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Supporters of the Houthi movement and Yemen

According to Yemen’s Legal Center of Rights and Development, the conflict has thus far killed over 12,040 Yemenis and left more than 20,000 others wounded.

The leader of Yemen’s Houthi movement, Sayyed Abdul-Malik Badreddin Houthi, said in a speech marking the two-year anniversary of the U.S.-backed, Saudi-led bombing campaign in the country that the aggression they have faced so far has been a failure.

He stressed that while Saudi Arabia has been relentlessly attacking the country, the kingdom has not reached any of its goals. The root of the aggression, he said, is Saudi Arabia serving Israeli interests, as well as U.S. hegemony in the region.

“Yemeni people reject U.S. hegemony as they show hostility to the Zionist entity and voice support to the Palestinian cause,” Sayyed Houthi said in the televised speech Saturday.

The Ansarullah movement leader also said that the kingdom’s almost-daily airstrikes against civilians in Yemen are nothing short of war crimes, seeing as Saudi Arabia is using the most lethal armaments.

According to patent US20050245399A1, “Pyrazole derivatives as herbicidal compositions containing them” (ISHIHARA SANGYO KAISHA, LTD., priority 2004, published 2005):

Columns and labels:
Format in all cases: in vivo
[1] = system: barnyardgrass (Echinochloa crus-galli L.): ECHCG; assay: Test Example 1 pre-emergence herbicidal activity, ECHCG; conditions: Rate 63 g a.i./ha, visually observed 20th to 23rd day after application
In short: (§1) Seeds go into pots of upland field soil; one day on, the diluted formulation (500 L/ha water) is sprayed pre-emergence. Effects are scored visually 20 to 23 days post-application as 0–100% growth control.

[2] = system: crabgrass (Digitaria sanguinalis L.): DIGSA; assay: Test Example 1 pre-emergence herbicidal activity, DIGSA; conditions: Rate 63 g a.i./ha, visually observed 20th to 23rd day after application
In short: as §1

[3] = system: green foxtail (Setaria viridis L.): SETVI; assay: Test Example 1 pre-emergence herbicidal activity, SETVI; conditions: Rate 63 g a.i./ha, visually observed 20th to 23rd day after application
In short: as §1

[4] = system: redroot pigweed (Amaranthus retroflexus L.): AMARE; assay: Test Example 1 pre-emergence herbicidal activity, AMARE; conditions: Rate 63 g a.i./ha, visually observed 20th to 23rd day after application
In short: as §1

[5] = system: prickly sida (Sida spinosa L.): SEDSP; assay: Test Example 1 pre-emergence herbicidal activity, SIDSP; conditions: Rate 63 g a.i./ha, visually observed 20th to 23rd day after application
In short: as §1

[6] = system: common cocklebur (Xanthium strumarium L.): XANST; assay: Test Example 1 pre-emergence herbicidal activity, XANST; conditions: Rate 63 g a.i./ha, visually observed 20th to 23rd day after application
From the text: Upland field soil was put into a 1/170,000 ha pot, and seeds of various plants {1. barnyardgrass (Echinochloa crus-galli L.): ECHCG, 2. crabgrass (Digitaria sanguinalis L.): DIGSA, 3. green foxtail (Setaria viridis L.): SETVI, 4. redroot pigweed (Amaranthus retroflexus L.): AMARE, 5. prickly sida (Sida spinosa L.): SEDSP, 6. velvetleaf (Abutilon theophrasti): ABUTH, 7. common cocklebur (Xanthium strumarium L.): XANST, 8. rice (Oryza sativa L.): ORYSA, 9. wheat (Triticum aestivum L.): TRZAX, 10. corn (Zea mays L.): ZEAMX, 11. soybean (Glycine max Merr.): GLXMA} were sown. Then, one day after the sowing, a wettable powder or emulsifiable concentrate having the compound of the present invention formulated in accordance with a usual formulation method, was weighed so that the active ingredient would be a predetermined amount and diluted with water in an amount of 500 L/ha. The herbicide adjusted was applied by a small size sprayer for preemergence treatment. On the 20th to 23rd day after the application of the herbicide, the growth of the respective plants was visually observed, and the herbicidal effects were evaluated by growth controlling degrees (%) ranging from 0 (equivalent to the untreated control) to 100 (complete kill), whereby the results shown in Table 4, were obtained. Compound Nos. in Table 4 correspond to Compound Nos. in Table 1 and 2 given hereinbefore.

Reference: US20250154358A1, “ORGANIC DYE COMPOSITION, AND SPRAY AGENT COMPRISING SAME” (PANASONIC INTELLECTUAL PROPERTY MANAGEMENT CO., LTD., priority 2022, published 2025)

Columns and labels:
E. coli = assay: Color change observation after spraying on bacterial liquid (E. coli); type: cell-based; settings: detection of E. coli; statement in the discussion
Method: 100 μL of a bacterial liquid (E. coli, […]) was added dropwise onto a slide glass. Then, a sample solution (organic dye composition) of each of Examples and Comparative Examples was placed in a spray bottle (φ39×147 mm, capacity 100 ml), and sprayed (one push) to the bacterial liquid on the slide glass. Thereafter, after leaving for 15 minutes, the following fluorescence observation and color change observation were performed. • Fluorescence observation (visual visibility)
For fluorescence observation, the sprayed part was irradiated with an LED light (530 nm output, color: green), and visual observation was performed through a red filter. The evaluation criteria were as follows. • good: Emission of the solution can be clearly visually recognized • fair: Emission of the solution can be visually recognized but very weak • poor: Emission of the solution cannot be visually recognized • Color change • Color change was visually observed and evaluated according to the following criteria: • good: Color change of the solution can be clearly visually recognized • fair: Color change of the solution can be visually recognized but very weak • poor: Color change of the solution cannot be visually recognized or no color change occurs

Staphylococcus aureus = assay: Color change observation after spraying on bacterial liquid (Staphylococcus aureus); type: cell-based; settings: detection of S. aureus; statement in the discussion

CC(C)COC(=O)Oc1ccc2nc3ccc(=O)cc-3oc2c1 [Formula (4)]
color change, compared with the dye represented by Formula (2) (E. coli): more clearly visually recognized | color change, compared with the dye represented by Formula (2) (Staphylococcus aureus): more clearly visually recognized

Hundreds of thousands of people poured into the streets of the capital Sanaa Sunday during events to mark the two-year anniversary of the war and to protest the brutality of the bombing campaign.

The conflict began in March 2015 in efforts to reinstall toppled President Abd Rabbuh Mansour Hadi and to suppress the Shia armed militias that oppose the Saudi-backed former leader.

Yemen’s Legal Center of Rights and Development announced the same day, Saturday, that the conflict has thus far killed over 12,040 Yemenis and left more than 20,000 others wounded.

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The center added that the onslaught has also destroyed 757 schools and institutes, 111 university facilities, 271 factories and 1,520 bridges and roads.

The Saudi-led coalition justifies its attacks on Yemen by claiming Houthi rebels are “supporting terrorism,” allegedly sponsored by Iran.

Houthi rebels, however, claim the Saudis are attacking because of the Shiite movement’s growing political influence in the region. Saudi Arabia, a country governed by radical Wahhabi Sunnis, has been at odds with Shiites and Iran for decades.

“There is a disaster in Yemen and Saudi Arabia will not stop destroying our country,” Ahmed Al Moaiad, a London-based Yemeni activist recently told teleSUR.

“That’s why the Yemeni people have to resist this invasion.”